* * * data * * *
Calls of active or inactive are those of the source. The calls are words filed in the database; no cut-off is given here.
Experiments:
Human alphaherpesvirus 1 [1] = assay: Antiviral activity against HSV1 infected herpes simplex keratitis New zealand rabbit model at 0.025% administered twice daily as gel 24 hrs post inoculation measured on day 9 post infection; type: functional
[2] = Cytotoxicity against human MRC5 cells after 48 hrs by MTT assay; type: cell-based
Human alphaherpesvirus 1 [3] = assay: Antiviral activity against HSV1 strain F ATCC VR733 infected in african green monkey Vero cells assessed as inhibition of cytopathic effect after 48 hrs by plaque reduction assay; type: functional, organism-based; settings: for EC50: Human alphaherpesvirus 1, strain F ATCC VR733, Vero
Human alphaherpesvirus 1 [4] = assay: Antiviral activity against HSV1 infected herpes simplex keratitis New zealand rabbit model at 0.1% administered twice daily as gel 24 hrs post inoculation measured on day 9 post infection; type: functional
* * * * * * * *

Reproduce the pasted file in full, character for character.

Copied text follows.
Calls of active or inactive are those of the source. The calls are words filed in the database; no cut-off is given here.
Experiments:
Human alphaherpesvirus 1 [1] = assay: Antiviral activity against HSV1 infected herpes simplex keratitis New zealand rabbit model at 0.025% administered twice daily as gel 24 hrs post inoculation measured on day 9 post infection; type: functional
[2] = Cytotoxicity against human MRC5 cells after 48 hrs by MTT assay; type: cell-based
Human alphaherpesvirus 1 [3] = assay: Antiviral activity against HSV1 strain F ATCC VR733 infected in african green monkey Vero cells assessed as inhibition of cytopathic effect after 48 hrs by plaque reduction assay; type: functional, organism-based; settings: for EC50: Human alphaherpesvirus 1, strain F ATCC VR733, Vero
Human alphaherpesvirus 1 [4] = assay: Antiviral activity against HSV1 infected herpes simplex keratitis New zealand rabbit model at 0.1% administered twice daily as gel 24 hrs post inoculation measured on day 9 post infection; type: functional